How else to do justice to this charming bagatelle, an entire blog dedicated with all due seriousness to create FUN out of a combination of shoes and platonic philosophy?

    What’s a bagatelle?

    “A bagatelle is a game-like literary tool used in fiction. The author empowers a character or object beyond natural or expected abilities (i.e. of comprehension, awareness, memory, etc.) so that it may carry a point across to the reader more transparently. A bagatelle creates a more direct communication between author and reader than common in fiction; it is the equivalent of a wink.” (Wiki)

    Wink, wink…

  12. Noga July 15, 2007 at 10:11 am #

    I submitted a comment earlier but for some reason it didn’t get posted. Here goes again:

    ” the ‘deep-reading’ of the some replies were a hoot!”

    Can’t let this go unchallenged. Manolo’s blog is a bagatelle. He has created a roguish persona who has converged shoes and platonic philosophy into one coherent discourse. I read his posts as an exercise in sophisticated archness and try to respond in the same spirit: you know, wink, wink… This is what makes it so much fun. It’s those who rush to exonerate Manolo from doing exactly what makes him Manolo that are the hoot.

  13. Benvenuta July 15, 2007 at 10:54 am #

    As for the color of those shoes, we have no reason to think that the color of the Manolo sandals is not misrepresented by computer screen too.
    We also don`t know if either the Manolo or the lady who asked the question have seen the satin sandals in real life. Or if the Manolo saw the shoes in second picture in RL. However, it is true that one color can look quite differently on satin and on synthetic and that.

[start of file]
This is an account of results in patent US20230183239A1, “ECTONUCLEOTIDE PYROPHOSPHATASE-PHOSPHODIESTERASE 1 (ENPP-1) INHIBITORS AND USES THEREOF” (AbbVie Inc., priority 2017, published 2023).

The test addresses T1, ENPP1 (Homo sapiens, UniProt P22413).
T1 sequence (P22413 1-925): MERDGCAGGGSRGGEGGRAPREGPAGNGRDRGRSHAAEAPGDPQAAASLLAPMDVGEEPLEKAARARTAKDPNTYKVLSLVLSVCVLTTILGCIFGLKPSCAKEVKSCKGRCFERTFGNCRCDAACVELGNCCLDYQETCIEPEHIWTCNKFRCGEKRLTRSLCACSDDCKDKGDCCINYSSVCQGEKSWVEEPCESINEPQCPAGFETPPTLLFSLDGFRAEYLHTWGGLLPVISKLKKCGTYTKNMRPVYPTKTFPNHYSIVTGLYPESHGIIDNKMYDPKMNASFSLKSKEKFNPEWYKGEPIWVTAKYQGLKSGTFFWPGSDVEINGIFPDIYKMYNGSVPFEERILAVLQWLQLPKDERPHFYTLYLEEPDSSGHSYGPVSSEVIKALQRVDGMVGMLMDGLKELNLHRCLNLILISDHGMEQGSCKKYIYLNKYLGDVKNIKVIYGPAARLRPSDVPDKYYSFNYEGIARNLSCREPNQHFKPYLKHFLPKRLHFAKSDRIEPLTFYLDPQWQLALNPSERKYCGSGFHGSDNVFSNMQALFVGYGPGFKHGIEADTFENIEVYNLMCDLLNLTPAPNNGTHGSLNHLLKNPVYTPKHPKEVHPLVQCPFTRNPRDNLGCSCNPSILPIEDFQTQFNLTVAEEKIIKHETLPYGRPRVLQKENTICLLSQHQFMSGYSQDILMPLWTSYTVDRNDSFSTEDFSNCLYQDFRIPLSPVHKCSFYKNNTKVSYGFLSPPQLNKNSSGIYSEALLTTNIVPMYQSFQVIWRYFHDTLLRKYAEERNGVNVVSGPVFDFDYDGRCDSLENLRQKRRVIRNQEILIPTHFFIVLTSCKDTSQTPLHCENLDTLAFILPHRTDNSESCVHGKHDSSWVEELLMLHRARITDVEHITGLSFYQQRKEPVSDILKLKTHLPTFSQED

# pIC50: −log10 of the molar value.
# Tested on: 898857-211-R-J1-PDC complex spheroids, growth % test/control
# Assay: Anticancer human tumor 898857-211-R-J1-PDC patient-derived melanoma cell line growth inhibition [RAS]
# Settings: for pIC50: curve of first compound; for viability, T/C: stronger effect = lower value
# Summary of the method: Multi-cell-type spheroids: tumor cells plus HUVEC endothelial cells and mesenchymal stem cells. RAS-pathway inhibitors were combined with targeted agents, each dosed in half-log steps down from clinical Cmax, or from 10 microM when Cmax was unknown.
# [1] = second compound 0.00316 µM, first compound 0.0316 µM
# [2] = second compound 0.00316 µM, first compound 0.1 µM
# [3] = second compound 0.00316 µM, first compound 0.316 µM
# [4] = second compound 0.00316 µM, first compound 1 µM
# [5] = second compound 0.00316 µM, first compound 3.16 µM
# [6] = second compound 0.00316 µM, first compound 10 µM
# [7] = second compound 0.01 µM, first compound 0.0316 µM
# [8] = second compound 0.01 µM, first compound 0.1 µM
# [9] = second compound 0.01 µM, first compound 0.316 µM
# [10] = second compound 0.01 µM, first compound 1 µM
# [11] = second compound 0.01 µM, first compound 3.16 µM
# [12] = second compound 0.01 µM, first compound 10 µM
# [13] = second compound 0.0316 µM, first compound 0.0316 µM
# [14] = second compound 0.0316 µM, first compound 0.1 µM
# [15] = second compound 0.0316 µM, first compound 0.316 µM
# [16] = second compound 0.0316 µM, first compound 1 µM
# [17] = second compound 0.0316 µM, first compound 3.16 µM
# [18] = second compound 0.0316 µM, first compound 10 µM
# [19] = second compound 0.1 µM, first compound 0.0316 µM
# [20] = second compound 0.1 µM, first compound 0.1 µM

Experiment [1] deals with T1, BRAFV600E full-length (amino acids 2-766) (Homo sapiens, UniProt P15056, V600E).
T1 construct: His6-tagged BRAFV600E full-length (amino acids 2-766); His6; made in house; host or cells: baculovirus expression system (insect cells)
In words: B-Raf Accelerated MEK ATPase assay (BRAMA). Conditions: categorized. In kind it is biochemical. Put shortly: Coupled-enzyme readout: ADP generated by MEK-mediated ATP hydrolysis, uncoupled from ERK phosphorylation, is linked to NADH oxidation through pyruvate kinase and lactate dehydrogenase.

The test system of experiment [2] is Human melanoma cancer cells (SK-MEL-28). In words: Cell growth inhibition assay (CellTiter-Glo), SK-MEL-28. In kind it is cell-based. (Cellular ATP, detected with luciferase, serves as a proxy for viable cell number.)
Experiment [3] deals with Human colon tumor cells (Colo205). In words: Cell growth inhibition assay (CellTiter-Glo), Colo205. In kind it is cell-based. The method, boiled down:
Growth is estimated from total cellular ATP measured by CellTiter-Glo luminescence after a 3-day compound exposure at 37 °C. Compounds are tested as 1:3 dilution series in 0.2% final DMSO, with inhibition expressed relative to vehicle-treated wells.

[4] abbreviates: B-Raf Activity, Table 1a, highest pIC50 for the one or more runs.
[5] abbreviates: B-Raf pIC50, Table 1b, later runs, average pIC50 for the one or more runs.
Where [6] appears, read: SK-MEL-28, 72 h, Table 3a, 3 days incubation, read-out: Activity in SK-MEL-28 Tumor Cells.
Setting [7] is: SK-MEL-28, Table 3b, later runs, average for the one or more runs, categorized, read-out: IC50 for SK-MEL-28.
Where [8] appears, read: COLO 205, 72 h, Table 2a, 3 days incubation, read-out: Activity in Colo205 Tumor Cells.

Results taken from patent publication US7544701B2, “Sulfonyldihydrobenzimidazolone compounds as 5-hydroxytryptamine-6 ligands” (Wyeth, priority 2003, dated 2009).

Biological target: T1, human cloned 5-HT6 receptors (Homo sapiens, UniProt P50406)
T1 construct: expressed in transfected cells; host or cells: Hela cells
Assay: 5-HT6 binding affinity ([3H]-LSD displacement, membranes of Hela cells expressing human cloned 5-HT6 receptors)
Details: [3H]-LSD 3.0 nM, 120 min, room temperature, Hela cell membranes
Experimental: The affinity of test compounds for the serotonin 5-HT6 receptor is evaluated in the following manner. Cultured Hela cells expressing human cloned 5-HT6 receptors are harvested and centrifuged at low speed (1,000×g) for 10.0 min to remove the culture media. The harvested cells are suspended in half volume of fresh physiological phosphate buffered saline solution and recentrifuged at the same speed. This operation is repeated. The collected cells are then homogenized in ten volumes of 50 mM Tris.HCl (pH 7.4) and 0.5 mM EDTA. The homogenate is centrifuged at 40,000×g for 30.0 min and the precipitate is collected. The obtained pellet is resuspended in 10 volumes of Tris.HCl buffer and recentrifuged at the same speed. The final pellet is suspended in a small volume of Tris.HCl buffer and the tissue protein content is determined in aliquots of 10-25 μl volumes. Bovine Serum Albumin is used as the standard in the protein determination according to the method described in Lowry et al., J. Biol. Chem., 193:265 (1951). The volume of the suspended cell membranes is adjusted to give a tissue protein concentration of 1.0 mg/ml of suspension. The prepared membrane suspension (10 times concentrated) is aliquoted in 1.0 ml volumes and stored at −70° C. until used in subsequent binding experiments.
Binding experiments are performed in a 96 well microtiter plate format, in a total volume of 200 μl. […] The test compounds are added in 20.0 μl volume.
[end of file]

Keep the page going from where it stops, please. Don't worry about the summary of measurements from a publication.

14. Jessica July 16, 2007 at 5:15 pm #

    The previous comment thread did not give the Manolo enough credit. Many has been the time previously that the Manolo has recommended the Franco Sarto or something similar for those of us who can’t, or won’t, pay $645 for a single pair of shoes. But Franco Sarto does not make teal/turquoise sandals with a braided back strap (and perhaps that’s a blessing, for both us and Franco Sarto’s employees).

    These two posts sum up all my ambivalence about the shoes The Manolo features. I love shoes. I love shoes a good deal. Were these sandals in the Victoria and Albert Museum I would study them for a while and sigh with envy at the women who got to wear them. But I am never, ever, ever going to buy them, in part because the guilt at spending $645 on one pair of shoes would be rather nasty (my wedding gown wasn’t much more than that, frankly, and I felt guilty for that cost) and in part because, like most designer shoes, they don’t come in a 9.5C.

    The trick is appreciating the lovely sandals and yet also coming to terms with the fact that the lovely sandals have no place in one’s life. The wit of the Manolo helps.